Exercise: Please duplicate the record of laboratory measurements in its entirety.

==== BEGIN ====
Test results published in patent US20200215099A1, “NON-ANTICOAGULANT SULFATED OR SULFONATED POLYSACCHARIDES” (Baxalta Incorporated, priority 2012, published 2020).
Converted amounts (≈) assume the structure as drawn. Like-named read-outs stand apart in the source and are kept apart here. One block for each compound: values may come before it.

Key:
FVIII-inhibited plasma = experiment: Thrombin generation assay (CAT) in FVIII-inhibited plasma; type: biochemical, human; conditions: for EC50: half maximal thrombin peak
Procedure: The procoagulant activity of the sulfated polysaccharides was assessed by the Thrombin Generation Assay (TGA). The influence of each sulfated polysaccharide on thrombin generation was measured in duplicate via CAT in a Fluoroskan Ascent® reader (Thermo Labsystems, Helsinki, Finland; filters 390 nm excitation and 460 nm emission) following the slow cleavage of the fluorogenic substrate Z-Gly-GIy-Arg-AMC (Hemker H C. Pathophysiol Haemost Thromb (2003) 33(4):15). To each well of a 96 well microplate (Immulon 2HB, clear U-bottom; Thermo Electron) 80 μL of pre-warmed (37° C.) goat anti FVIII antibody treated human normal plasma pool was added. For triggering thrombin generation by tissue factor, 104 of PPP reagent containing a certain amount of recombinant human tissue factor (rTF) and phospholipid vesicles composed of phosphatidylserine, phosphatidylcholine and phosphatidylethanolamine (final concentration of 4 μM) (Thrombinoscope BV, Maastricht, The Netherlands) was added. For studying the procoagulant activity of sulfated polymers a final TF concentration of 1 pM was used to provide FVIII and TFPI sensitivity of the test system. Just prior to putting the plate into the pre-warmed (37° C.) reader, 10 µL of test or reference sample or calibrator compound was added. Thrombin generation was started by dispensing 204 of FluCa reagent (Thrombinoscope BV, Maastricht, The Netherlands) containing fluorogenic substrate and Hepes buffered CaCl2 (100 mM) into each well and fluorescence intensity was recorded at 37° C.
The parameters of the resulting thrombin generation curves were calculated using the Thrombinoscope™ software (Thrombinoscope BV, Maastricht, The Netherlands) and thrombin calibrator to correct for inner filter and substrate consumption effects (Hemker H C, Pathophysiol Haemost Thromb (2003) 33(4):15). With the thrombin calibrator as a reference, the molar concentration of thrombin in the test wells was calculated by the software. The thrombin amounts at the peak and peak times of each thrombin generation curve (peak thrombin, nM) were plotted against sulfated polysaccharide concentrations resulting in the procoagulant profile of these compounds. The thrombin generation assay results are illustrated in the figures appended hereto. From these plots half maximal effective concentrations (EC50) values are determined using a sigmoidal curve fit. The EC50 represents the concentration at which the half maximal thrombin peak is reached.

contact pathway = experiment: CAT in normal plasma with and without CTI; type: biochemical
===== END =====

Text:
Test results published in patent US20200215099A1, “NON-ANTICOAGULANT SULFATED OR SULFONATED POLYSACCHARIDES” (Baxalta Incorporated, priority 2012, published 2020).
Converted amounts (≈) assume the structure as drawn. Like-named read-outs stand apart in the source and are kept apart here. One block for each compound: values may come before it.

Key:
FVIII-inhibited plasma = experiment: Thrombin generation assay (CAT) in FVIII-inhibited plasma; type: biochemical, human; conditions: for EC50: half maximal thrombin peak
Procedure: The procoagulant activity of the sulfated polysaccharides was assessed by the Thrombin Generation Assay (TGA). The influence of each sulfated polysaccharide on thrombin generation was measured in duplicate via CAT in a Fluoroskan Ascent® reader (Thermo Labsystems, Helsinki, Finland; filters 390 nm excitation and 460 nm emission) following the slow cleavage of the fluorogenic substrate Z-Gly-GIy-Arg-AMC (Hemker H C. Pathophysiol Haemost Thromb (2003) 33(4):15). To each well of a 96 well microplate (Immulon 2HB, clear U-bottom; Thermo Electron) 80 μL of pre-warmed (37° C.) goat anti FVIII antibody treated human normal plasma pool was added. For triggering thrombin generation by tissue factor, 104 of PPP reagent containing a certain amount of recombinant human tissue factor (rTF) and phospholipid vesicles composed of phosphatidylserine, phosphatidylcholine and phosphatidylethanolamine (final concentration of 4 μM) (Thrombinoscope BV, Maastricht, The Netherlands) was added. For studying the procoagulant activity of sulfated polymers a final TF concentration of 1 pM was used to provide FVIII and TFPI sensitivity of the test system. Just prior to putting the plate into the pre-warmed (37° C.) reader, 10 µL of test or reference sample or calibrator compound was added. Thrombin generation was started by dispensing 204 of FluCa reagent (Thrombinoscope BV, Maastricht, The Netherlands) containing fluorogenic substrate and Hepes buffered CaCl2 (100 mM) into each well and fluorescence intensity was recorded at 37° C.
The parameters of the resulting thrombin generation curves were calculated using the Thrombinoscope™ software (Thrombinoscope BV, Maastricht, The Netherlands) and thrombin calibrator to correct for inner filter and substrate consumption effects (Hemker H C, Pathophysiol Haemost Thromb (2003) 33(4):15). With the thrombin calibrator as a reference, the molar concentration of thrombin in the test wells was calculated by the software. The thrombin amounts at the peak and peak times of each thrombin generation curve (peak thrombin, nM) were plotted against sulfated polysaccharide concentrations resulting in the procoagulant profile of these compounds. The thrombin generation assay results are illustrated in the figures appended hereto. From these plots half maximal effective concentrations (EC50) values are determined using a sigmoidal curve fit. The EC50 represents the concentration at which the half maximal thrombin peak is reached.

contact pathway = experiment: CAT in normal plasma with and without CTI; type: biochemical